In June 2016 I embarked on a journey that I did not expect to be life changing, but truly has been. I found myself at a very unhappy place in terms of my weight. I felt uncomfortable in my skin and knew that something had to change.
Reflecting back, I ask myself why I felt that way. I’m reminded of my master’s thesis which explored the experiences of breast cancer patients. Within this study, body image and the way in which people responded to physical change played a major role in the emotional experiences of breast cancer patients. The physical change they experienced and the visible evidence cancer provided, proved to be a difficult aspect to deal with not only for the participants but also for their family and friends. These results speaks to the continuous societal pressures on women’s bodies. How, so often, we construct our bodies in ways that comply with accepted views of masculinity and femininity without actually focusing on what it means to be healthy.
When I no longer looked the way I used to, people did not hesitate to let me know that I was fat.
The change in my appearance affected my self-esteem and my social life. It was about the way I looked and not once had I considered the unhealthy lifestyle I found myself living. A path so easily traveled when life knocks you down. People often say “love yourself the way you are”.
Loving yourself is so important, but we still need to be healthy, something that was not on my mind when starting this journey.
I was more concerned about the way that I looked and how others saw me and not about my overall wellbeing. Little did I know this journey would be so much deeper than that, it has been a journey of self-discovery, determination and self-love.
Living a Healthy Lifestyle is 80% Nutrition and 20% Exercise
On March 31st 2016 I completed my master’s research internship and I expected to find a job not long after that but God had something else planned for me. He gave me the opportunity to stay home and focus not only on my physical health, but my mental and spiritual well-being too. For that, I am so grateful. In the past eight months I lost 18kgs, totally transforming the way I live. I attended fit club twice a week, ran at least twice a week but most importantly I was taught how to eat better by my amazing health coach Amanda Jensen and Herbalife nutrition. Due to the fact that I am not working, a gym contract was off the table and I was forced to find other ways of reaching my goals. The Herbalife fit club was key as that is where Amanda taught me about nutrition and health. My mind-set started changing as I was more mindful of what I was putting inside my body and I understood that living a healthy lifestyle is 80% nutrition and 20% exercise. My coach once told me that “you cannot outrun the spoon”, something that really stuck with me and has really kept me motivated to eat better. I soon realised that it was becoming less about how I looked and more about living a healthy lifestyle.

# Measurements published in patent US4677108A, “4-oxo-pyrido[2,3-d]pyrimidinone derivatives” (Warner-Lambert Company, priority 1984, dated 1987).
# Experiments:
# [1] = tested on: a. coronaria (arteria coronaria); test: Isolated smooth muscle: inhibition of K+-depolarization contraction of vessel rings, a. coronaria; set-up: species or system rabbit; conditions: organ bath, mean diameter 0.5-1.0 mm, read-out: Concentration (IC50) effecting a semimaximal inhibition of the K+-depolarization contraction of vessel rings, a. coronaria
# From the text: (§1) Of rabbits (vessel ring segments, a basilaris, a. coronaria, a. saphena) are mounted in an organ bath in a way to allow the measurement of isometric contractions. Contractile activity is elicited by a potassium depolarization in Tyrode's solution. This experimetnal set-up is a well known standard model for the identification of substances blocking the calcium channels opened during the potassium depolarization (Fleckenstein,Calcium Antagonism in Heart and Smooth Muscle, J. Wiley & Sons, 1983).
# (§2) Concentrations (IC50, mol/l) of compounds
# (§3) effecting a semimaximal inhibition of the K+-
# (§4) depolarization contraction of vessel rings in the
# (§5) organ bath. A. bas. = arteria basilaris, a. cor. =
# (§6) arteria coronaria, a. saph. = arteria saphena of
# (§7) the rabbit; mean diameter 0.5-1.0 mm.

And then, I started running …
Running was another important factor in my journey. I started running after registering for Parkrun. I was reluctant as I thought I was not capable of running. I always looked at athletes wondering how they manage to run a marathon and I never understood it. After a few Parkruns I was determined to get better and I did. I then came across CMIYC via Facebook. Joining the CMIYC ladies running group provided me with a space where I felt safe, where I was encouraged and motivated to keep going. It was an environment that catered to every level of fitness, helping each other along with each stride, I felt right at home.
Running taught me that I’m capable of so much more than I had imagined. It challenged my body, my mind and my soul.
Running, Fitclub and Herbalife helped me loosing 18kg in six months
Before each run I prayed, asking God for strength as I knew running was not an easy activity. It never got easier, but through determination, perseverance, the desire to be more than I am and most importantly, God, I grew in all areas of my life. I realised the importance of balancing ones physical, mental and spiritual health. Health, as defined by the World Health Organisation is “a state of complete physical, mental and social well-being and not merely the absence of disease or infirmity”, something I now, truly understand.
by Nicole Scullard, CMIYC Tokai Leader